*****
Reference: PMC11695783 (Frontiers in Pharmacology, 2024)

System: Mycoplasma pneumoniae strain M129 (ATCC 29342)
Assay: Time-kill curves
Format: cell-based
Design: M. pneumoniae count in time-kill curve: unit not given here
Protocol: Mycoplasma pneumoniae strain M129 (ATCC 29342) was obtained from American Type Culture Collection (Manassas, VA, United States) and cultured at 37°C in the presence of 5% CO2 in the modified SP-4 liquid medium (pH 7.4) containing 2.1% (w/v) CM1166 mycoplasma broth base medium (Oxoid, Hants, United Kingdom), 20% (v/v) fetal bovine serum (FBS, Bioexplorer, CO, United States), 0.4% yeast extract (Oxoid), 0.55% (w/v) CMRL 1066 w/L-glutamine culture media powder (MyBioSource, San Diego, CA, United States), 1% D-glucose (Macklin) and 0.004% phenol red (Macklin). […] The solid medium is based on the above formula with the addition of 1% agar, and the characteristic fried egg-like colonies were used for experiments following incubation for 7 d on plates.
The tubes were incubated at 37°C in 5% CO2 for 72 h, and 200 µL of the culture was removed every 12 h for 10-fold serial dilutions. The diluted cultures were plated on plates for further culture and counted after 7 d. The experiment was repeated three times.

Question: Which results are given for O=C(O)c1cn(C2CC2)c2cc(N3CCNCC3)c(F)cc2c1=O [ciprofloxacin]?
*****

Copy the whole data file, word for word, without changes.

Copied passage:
Reference: PMC11695783 (Frontiers in Pharmacology, 2024)

System: Mycoplasma pneumoniae strain M129 (ATCC 29342)
Assay: Time-kill curves
Format: cell-based
Design: M. pneumoniae count in time-kill curve: unit not given here
Protocol: Mycoplasma pneumoniae strain M129 (ATCC 29342) was obtained from American Type Culture Collection (Manassas, VA, United States) and cultured at 37°C in the presence of 5% CO2 in the modified SP-4 liquid medium (pH 7.4) containing 2.1% (w/v) CM1166 mycoplasma broth base medium (Oxoid, Hants, United Kingdom), 20% (v/v) fetal bovine serum (FBS, Bioexplorer, CO, United States), 0.4% yeast extract (Oxoid), 0.55% (w/v) CMRL 1066 w/L-glutamine culture media powder (MyBioSource, San Diego, CA, United States), 1% D-glucose (Macklin) and 0.004% phenol red (Macklin). […] The solid medium is based on the above formula with the addition of 1% agar, and the characteristic fried egg-like colonies were used for experiments following incubation for 7 d on plates.
The tubes were incubated at 37°C in 5% CO2 for 72 h, and 200 µL of the culture was removed every 12 h for 10-fold serial dilutions. The diluted cultures were plated on plates for further culture and counted after 7 d. The experiment was repeated three times.

Question: Which results are given for O=C(O)c1cn(C2CC2)c2cc(N3CCNCC3)c(F)cc2c1=O [ciprofloxacin]?